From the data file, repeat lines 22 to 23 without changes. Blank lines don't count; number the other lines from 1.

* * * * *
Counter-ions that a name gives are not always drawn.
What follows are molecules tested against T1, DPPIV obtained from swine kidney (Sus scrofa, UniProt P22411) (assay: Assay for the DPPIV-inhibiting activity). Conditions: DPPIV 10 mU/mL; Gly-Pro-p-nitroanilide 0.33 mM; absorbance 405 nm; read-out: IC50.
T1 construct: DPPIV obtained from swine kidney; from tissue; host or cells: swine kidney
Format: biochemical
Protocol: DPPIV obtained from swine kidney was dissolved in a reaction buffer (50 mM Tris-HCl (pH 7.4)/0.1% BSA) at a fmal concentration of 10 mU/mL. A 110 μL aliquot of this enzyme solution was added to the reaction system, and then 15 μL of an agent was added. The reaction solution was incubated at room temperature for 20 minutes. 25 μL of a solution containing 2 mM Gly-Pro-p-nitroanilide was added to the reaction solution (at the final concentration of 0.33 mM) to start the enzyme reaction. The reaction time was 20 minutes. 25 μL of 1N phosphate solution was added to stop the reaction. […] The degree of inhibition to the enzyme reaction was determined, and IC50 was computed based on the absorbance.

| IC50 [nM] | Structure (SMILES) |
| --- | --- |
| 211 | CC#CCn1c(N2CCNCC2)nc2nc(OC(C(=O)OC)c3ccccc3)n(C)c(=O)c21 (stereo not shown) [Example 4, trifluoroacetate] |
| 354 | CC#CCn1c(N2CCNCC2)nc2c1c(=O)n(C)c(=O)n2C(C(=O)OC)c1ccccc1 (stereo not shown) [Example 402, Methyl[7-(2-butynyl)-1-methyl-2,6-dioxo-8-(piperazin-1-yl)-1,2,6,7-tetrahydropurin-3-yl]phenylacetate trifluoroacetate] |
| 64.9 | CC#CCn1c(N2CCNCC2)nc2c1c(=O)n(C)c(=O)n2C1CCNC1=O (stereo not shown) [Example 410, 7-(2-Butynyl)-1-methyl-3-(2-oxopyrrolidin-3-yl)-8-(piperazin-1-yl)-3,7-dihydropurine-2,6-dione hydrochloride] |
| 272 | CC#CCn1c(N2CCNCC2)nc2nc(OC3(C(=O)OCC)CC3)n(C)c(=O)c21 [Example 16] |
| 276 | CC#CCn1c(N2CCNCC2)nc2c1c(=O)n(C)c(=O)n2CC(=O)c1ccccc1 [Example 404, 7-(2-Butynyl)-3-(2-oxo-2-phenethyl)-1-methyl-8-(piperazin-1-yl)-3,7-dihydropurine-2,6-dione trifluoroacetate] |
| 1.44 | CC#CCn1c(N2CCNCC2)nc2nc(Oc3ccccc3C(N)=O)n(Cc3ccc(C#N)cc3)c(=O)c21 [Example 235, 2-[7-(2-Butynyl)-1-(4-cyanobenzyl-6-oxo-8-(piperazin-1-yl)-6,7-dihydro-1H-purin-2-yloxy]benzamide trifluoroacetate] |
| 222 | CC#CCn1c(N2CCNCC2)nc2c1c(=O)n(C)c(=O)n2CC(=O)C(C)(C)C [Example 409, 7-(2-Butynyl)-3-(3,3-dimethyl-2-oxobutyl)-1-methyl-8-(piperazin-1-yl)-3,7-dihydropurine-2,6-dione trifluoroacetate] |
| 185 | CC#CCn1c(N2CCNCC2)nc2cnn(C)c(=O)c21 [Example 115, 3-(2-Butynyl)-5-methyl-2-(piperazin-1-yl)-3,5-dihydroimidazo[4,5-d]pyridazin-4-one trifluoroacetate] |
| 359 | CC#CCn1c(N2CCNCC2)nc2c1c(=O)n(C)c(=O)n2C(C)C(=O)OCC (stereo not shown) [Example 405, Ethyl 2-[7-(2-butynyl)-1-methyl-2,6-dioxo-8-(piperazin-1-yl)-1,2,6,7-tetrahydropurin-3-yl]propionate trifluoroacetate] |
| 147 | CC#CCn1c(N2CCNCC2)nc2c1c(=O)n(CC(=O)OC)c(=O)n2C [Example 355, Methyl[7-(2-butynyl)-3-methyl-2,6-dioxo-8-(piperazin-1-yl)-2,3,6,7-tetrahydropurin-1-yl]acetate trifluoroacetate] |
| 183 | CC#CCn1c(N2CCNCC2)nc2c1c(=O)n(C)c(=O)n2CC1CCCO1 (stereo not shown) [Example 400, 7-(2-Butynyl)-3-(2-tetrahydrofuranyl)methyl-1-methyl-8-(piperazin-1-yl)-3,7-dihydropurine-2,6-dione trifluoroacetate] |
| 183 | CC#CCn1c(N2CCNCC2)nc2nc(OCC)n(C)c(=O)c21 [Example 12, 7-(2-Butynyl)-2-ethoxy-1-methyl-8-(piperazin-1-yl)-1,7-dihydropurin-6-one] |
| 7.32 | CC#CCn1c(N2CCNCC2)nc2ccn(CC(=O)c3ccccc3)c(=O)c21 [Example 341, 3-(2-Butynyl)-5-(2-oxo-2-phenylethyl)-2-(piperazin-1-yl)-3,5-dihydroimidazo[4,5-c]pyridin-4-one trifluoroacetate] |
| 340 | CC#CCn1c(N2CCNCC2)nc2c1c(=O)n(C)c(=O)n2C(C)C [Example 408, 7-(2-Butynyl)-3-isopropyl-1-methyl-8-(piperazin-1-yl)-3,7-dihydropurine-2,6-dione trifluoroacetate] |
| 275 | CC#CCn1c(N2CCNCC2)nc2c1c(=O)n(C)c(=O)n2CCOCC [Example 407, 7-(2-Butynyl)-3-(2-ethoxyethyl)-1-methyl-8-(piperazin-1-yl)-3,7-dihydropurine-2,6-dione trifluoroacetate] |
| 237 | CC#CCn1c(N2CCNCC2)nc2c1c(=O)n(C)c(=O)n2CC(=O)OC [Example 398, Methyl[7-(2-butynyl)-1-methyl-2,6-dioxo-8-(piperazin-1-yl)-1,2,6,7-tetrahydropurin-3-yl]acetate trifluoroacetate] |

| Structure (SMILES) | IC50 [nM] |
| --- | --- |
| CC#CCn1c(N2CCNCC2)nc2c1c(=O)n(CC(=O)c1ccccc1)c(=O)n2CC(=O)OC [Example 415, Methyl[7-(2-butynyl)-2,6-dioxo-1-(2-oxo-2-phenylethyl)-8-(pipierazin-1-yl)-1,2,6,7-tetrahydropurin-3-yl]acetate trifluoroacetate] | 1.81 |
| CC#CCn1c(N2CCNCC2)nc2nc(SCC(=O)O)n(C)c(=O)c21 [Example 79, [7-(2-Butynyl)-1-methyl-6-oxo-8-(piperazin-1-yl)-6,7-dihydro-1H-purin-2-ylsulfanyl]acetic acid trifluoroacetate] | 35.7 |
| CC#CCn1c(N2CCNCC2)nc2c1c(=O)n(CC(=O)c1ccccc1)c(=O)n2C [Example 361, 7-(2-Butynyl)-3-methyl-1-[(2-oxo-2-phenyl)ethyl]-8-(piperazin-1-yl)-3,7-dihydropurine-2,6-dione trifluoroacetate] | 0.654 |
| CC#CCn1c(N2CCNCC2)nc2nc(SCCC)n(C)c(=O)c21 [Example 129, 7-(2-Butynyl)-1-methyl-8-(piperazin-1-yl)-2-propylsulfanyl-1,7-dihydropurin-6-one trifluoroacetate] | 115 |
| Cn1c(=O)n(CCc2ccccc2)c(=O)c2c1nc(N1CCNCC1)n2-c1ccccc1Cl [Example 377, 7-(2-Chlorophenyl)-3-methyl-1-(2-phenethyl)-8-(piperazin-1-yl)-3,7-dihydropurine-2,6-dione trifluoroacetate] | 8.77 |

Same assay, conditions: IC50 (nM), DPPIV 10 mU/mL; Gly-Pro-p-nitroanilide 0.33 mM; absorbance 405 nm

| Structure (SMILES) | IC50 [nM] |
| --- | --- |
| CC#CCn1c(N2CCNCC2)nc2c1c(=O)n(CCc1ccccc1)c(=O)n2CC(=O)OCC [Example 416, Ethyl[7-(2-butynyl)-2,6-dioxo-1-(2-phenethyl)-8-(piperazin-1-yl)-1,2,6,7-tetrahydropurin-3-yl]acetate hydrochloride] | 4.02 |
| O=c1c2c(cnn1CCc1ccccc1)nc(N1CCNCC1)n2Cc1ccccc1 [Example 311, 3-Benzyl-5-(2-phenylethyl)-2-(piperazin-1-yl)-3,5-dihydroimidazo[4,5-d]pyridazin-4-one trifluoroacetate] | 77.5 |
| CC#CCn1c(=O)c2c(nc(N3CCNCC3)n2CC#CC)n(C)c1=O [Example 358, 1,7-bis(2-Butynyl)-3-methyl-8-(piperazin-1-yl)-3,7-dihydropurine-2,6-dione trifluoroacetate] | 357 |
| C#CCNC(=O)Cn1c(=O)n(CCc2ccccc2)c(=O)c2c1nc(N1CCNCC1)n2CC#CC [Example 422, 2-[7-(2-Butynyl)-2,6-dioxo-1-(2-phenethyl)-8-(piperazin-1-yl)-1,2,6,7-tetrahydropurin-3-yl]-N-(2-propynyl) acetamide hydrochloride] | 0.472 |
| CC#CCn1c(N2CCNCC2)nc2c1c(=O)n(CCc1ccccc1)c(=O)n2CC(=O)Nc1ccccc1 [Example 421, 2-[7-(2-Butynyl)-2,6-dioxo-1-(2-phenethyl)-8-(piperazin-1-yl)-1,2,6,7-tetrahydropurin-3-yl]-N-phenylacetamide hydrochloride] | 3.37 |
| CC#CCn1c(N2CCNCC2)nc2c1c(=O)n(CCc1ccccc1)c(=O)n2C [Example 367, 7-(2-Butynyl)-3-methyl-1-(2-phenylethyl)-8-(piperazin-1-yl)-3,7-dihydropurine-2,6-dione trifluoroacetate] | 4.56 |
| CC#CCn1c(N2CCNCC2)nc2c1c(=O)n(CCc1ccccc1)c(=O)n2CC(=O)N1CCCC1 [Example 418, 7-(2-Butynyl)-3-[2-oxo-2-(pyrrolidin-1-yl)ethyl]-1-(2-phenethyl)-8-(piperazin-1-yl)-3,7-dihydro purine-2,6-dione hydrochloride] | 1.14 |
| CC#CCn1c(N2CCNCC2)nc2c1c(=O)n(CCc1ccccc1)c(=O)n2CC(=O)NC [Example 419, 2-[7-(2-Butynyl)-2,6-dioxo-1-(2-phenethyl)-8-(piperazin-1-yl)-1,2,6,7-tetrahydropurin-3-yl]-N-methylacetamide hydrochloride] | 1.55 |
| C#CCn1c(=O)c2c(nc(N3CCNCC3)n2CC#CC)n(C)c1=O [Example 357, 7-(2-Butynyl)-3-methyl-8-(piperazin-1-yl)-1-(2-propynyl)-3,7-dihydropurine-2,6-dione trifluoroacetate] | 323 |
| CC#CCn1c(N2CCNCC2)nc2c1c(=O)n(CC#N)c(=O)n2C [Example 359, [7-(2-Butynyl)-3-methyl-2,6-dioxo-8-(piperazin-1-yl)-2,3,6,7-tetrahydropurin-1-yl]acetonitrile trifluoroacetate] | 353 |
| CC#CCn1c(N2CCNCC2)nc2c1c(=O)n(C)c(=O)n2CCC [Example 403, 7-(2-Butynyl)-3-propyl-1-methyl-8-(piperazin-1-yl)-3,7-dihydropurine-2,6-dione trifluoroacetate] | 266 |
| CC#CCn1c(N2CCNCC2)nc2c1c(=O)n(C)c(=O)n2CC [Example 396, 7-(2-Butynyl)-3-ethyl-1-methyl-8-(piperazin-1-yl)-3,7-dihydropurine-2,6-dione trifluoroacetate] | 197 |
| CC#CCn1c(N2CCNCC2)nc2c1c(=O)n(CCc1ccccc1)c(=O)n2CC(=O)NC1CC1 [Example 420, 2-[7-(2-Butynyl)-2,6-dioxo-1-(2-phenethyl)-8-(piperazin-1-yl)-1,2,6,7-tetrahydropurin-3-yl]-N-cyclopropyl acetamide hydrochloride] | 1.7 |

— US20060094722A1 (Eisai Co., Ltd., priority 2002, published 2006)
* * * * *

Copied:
| 275 | CC#CCn1c(N2CCNCC2)nc2c1c(=O)n(C)c(=O)n2CCOCC [Example 407, 7-(2-Butynyl)-3-(2-ethoxyethyl)-1-methyl-8-(piperazin-1-yl)-3,7-dihydropurine-2,6-dione trifluoroacetate] |
| 237 | CC#CCn1c(N2CCNCC2)nc2c1c(=O)n(C)c(=O)n2CC(=O)OC [Example 398, Methyl[7-(2-butynyl)-1-methyl-2,6-dioxo-8-(piperazin-1-yl)-1,2,6,7-tetrahydropurin-3-yl]acetate trifluoroacetate] |